HISTORY OF CHITTAGONG PORT

The Port of Chittagong is the largest seaport in Bangladesh, located by the estuary of the Karnaphuli River in Patenga, near the city of Chittagong. It is a deepwater seaport dominated by trade in containerized manufactured products (especially garments, jute and jute goods, leather products, fertilizers and seafood), raw materials and to a lesser extent passengers. It is one of the two main sea port of Bangladesh - most of the export and import of the country are handled via this port. Window berthing system was introduced at the seaport on August 6, 2007, enabling the sea port to provide the arrival and departure times of all ships. Two berths at the port terminal are kept in reserve for emergency. In 2006 the port handled 27 million tonnes of cargo and 0.8 million tonnes of containers. The port handled 1.5 million TEUs (twenty equivalent units) containers in 2010-11, up from 12 laks (12 hundred thousand) TEUs in the previous year, according to the CPA Traffic Department.


The Chittagong Port is the principal seaport of Bangladesh handling about 92% of import-export trade of the country. As such its importance in the national economy is paramount. The Chittagong Port Authority (CPA) is a basic services provider. Its objective focuses mainly on providing necessary services and facilities to the port users efficiently and effectively at competitive price.


HISTORY OF CHITTAGONG PORT

PThe history of Chittagong port dates back to the fourth century B.C. Malayan history chronicles the journey of the sailor Buddha Gupta from Chittagong to Malaya in the 4th century B.C. The Periplus of the Erythraean Sea documents the existence of Chittagong port in the ancient times. Chittagong derives its name from the Arabic word Shetgang (Shet means delta and Gang the river). The Arab traders considered Chittagong to be the delta of the Ganges.

Chittagong port has been mentioned in the works of Ptolemy, Fa-hien, Hieu-en tsng, and Ibn Battuta. This was an important port used by the traders from the Middle East, China, Turkey, and Europe to trade with this part of the world.

During the 9th century the activities of the port increased tremendously as the Arab traders started using the port as their base port. They used to call the port "Samunda". The port was under their control at the time.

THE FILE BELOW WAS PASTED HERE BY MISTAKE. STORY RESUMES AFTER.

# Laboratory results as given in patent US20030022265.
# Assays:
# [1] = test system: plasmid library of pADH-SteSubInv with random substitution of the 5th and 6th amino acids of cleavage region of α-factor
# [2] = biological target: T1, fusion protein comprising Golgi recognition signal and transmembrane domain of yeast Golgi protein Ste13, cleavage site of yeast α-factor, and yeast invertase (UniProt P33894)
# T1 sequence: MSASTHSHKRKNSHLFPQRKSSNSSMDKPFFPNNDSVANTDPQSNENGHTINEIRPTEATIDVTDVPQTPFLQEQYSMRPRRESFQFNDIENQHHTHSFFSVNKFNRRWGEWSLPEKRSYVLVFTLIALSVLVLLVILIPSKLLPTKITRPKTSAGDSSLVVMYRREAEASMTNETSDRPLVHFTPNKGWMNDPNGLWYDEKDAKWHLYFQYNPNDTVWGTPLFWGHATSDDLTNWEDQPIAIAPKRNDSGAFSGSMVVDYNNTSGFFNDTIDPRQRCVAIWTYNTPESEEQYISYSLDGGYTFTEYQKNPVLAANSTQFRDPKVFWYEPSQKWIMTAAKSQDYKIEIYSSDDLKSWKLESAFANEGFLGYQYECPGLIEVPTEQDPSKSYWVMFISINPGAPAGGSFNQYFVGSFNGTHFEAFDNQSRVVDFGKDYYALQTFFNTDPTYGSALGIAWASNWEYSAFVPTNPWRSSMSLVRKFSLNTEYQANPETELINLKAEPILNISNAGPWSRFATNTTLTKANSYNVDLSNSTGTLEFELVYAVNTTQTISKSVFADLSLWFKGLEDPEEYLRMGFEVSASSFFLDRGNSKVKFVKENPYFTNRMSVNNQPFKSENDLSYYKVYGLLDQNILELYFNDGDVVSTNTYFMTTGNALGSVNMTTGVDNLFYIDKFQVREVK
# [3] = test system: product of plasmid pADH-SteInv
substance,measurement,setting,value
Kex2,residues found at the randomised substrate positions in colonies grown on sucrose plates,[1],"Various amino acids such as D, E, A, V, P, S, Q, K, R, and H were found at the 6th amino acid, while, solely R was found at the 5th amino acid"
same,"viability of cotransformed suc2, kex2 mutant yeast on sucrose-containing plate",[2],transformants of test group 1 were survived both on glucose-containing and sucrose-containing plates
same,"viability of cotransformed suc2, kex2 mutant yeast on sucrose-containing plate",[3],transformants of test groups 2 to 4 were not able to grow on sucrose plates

The 16th century saw the arrival of the Portuguese. Joaoda Silveria was the first Portuguese Captain to reach the port. He arrived with his ship “LOPO SOANA” in 1517. The Portuguese named the Port PORTE GRANDE (a great Port). The records show that the Porte Grande offered easy access and safe anchorage to ships of 20 feet draught.

It remained a port during Moghul time. Later in early 19th century the British took control of the Chittagong port. The port of Chittagong became a natural outlet for the Northeastern regions of the then British-India that led to the enactment of Port Commissioner’s Act of 1887. At that time the facilities of the port consisted of five wooden and one pontoon jetties. In the year 1889-90 the port handled exports totaling 1.25 lac tons (125 hundred thousand).



JETTIES AND MOORING
FOR OCEAN-GOING VESSELS


Berths owned and operated by CPA:

 

General Cargo Berths

10 No(s)

Container Berths

6 No(s)

 

SPECIALISED BERTHS FOR BULK HANDLING

Dolphin Oil Jetty (For POL)

1 No(s)

Grain Silo Jetty

1 No(s)

Cement Clinker Jetty

1 No(s)

TSP Jetty

1 No(s)

CUFL Jetty

1 No(s)

KAFCO Urea Jetty

1 No(s)

Ammonia Jetty

1 No(s)

Dry Dock Jetty Repair purpose

2 No(s)

River Mooring for Berths

9 No(s)

  Total: 34 No(s)


JETTIES AND MOORING

Jetty Berths (For (POL)

1 No(s)

Concrete Berth (For Grain Handling)

1 No(s)

Pontoon Berths (For POL)

3 No(s)

Pontoon Berths (For Cement)

1 No(s)

Single Point Mooring

10 No(s)

Total: 16 No(s)

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